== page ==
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I understand that with mass nouns you can use either a zero article or a definite article.

For Example, I can say:

  1. Pollution is very bad for you. = a general statement about pollution.(zero article)
  2. The pollution in England is very bad for you. = a more specific statement and so we use the.

The use of either article in the above sentences seems to be logical but what about sentences 3 and 4 below:

  1. The war between X and Y will go on for several years. = use of the.to describe a specific war.
  2. War between X and Y will go on for several years. = This says the same thing and contains specific information. It also sounds OK, but it uses a zero article.

What is the logic or rule involved here?

I have searched for a rule or context in which two similar sentences can use both article types, but can't find anything.

  • By the way: normally you would only use the word "zero" when talking about a count, and even then, it sounds mathematical. Since an article is something either present or not, you'd normally say "either no article or an article" and "uses no article". – Gort the Robot Aug 13 '20 at 3:11
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    @GorttheRobot Not exactly. "Zero article" is a technical term in grammar and occurs whenever a noun is not preceded by an article. – Eddie Kal Aug 13 '20 at 3:15
  • @Eddie Kal Master and others have argued cogently that there are two 'invisible' articles, the zero (least definite of all: 'the boys like Ø1 chicken') and the null (most definite of all: 'he will soon be crowned Ø2 king') articles. I think these grammarians would class the missing article in 'Ø War between X and Y will go on for several years' as the less definite variant, the 'zero article'. But the first comment here (ie not yours) would certainly be considered totally unacceptable on ELU, a site for linguists. – Edwin Ashworth Dec 16 '20 at 14:38
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The difference between 3 and 4 is one of the writer's perspective, which may be related to how the warring took place or not.

  1. The war between X and Y will go on for several years.
    You're correct, it describes a specific war. For example, the second world war lasted six years.

  2. War between X and Y will go on for several years.
    This version means that war will be waged for several years. It doesn't describe that war-like activity as a specific, delimited war, because for some reason, the writer didn't choose to. The zero article is more appropriate for war that isn't sharply delimited in time. For example, ancient Rome and Persia waged war for many years.
    The conflicts described as "the hundred years war" can be described with a definite article, or not. One could also say "War went on between England and France for a century."

There are times when an article is required, but nouns that have both countable and uncountable senses may appear with or without, according to how the writer chooses to look at them.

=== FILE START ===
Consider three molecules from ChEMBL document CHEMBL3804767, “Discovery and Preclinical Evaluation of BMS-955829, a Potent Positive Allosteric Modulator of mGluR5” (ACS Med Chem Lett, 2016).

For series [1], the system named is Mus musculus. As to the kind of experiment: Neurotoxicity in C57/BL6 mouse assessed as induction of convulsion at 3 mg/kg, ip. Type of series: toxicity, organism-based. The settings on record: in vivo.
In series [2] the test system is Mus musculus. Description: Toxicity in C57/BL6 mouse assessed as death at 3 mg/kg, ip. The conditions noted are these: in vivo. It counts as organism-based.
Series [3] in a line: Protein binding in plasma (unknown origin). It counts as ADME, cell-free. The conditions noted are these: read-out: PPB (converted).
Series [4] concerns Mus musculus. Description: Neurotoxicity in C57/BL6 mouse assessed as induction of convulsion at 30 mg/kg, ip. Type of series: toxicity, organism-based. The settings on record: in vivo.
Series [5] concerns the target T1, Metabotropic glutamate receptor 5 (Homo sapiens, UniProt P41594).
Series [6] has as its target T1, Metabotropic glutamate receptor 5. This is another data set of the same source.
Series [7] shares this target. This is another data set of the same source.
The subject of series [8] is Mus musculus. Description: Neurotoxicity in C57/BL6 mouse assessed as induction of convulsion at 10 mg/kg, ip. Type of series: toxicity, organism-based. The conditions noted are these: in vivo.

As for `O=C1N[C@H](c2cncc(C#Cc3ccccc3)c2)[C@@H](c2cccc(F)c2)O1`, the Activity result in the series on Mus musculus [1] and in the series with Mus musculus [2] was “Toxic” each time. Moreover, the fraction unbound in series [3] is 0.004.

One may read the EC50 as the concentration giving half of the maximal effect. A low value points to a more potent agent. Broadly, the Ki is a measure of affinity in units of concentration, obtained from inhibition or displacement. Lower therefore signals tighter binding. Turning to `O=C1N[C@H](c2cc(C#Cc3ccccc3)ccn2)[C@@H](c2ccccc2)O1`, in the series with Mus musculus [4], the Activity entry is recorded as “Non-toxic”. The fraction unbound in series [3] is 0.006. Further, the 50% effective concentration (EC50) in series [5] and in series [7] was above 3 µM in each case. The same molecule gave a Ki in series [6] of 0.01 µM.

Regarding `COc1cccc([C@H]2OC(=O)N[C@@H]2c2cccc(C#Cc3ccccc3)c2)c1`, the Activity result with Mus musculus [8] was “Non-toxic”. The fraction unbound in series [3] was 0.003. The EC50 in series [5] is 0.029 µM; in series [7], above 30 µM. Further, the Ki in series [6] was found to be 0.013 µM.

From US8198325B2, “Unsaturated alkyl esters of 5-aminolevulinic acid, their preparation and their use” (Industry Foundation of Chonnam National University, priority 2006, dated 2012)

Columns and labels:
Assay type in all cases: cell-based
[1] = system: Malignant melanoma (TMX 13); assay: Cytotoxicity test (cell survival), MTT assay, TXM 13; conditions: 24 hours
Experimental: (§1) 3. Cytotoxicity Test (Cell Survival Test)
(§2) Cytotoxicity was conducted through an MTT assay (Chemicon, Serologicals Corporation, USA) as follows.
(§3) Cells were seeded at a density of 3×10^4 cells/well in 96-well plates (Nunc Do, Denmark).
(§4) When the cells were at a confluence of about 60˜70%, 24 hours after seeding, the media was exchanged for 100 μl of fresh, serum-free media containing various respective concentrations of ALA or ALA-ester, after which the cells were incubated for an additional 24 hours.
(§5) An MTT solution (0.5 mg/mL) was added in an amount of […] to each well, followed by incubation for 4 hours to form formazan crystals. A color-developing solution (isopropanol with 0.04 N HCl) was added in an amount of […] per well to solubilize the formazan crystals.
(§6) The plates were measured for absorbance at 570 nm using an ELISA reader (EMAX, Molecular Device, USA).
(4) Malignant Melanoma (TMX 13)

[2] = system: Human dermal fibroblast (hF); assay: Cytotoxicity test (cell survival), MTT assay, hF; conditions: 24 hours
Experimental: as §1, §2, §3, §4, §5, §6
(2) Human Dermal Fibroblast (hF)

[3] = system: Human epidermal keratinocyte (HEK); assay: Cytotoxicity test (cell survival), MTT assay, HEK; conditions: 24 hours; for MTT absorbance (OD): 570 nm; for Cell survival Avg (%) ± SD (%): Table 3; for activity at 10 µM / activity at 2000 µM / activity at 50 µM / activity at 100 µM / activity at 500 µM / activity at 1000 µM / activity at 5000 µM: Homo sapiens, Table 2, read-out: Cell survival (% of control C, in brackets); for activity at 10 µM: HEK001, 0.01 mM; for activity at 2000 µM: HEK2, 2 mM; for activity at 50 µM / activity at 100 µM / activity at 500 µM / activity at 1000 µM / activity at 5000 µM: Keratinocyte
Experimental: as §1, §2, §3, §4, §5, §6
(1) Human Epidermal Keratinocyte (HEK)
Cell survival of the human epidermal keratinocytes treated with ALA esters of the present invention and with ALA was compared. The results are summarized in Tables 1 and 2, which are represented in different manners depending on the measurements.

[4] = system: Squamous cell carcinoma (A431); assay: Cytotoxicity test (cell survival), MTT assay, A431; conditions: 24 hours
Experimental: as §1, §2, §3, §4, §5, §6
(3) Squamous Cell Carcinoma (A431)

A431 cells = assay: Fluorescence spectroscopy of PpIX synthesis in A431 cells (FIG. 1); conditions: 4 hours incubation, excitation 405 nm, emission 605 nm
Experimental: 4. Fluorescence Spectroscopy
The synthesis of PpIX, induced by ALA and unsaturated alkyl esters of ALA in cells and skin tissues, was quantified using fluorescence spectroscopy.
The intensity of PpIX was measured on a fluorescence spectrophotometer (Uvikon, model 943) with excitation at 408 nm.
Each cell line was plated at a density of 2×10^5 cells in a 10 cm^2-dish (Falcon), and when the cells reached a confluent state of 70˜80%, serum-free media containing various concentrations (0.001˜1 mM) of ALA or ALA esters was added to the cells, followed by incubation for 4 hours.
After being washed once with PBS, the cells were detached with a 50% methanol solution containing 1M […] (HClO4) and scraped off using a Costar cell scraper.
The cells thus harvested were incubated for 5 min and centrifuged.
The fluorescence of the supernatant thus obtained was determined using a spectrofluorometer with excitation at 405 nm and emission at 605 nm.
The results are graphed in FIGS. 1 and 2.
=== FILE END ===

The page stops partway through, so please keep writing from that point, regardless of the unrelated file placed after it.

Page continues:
• Even non-count usages can appear with the indefinite article. 'He took a pride in his appearance.' 'She received a fine education in physics and chemistry.' The test is acceptance (or not, as in these examples) of numerals: *'They took ten/10 prides in their appearance.' *'She received two/2 fine educations in physics and chemistry.' – Edwin Ashworth Dec 16 '20 at 14:42
  • @EdwinAshworth I have heard "a certain pride", but not "a pride". In the case of the education example, it is looked at as a unitary thing, of which there are better and worse specimens. Is there a better word than "countable" to refer to such? – Jack O'Flaherty Dec 16 '20 at 15:54
  • (1) I suggest you check for examples (eg using Google ngrams); it's totally idiomatic unpadded. // This has been discussed at length on ELU. The CGEL stance seems by far the best here, with the numeral test not the indefinite article test being key. Note that furniture is still so rarely found in count usages that many would still call it a 'count noun'. (You can again search for 'furnitures'.) But we can count the things in the room ... 5 chairs, two tables ... The noun is non-count (usually; better to say 'is usually found in non-count usages') but the referents are countable.... The ... – Edwin Ashworth Dec 16 '20 at 16:51
  • terms 'count' / 'non-count' are grammatical terms, applied to usages of nouns (not accurately to nouns themselves), but the referents may be etically (to someone who's been spared the foibles of the English language) countable (4 chairs, two tables ... that's six things to move so far ...). They usually (1 chair, 2 chairs) but don't always (24 pieces of cutlery, 6 head of cattle) match up. – Edwin Ashworth Dec 16 '20 at 16:51

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